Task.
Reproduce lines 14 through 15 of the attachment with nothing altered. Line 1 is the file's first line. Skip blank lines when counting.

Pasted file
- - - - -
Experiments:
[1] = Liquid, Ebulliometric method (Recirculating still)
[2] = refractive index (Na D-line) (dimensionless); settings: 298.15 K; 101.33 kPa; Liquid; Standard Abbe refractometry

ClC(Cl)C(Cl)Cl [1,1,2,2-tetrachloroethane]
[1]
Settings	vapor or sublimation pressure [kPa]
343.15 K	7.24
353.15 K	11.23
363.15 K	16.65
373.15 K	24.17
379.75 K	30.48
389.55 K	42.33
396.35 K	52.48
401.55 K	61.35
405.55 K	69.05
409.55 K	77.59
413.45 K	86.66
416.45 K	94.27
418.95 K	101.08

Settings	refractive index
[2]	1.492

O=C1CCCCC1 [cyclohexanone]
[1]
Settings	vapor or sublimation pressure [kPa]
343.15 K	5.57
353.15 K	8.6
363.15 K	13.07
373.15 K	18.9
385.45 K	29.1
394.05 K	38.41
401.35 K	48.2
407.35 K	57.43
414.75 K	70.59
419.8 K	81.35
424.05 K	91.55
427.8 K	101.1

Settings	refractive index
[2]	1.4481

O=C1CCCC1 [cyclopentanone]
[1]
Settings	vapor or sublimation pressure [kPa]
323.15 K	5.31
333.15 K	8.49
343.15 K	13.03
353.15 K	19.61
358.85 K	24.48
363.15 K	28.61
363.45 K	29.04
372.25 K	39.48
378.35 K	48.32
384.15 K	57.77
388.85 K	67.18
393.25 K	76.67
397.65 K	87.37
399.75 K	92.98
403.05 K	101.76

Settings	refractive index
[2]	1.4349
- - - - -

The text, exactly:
401.55 K	61.35
405.55 K	69.05